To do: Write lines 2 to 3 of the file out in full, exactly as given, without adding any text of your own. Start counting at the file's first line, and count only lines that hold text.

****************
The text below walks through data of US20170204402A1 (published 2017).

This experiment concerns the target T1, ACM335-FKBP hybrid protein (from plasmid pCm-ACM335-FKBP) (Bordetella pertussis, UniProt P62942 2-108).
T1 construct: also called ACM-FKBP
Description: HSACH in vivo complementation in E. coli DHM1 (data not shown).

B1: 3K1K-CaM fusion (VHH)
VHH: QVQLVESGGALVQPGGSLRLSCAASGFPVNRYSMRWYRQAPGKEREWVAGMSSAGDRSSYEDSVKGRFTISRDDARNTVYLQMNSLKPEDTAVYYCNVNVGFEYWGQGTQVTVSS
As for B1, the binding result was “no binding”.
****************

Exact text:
This experiment concerns the target T1, ACM335-FKBP hybrid protein (from plasmid pCm-ACM335-FKBP) (Bordetella pertussis, UniProt P62942 2-108).
T1 construct: also called ACM-FKBP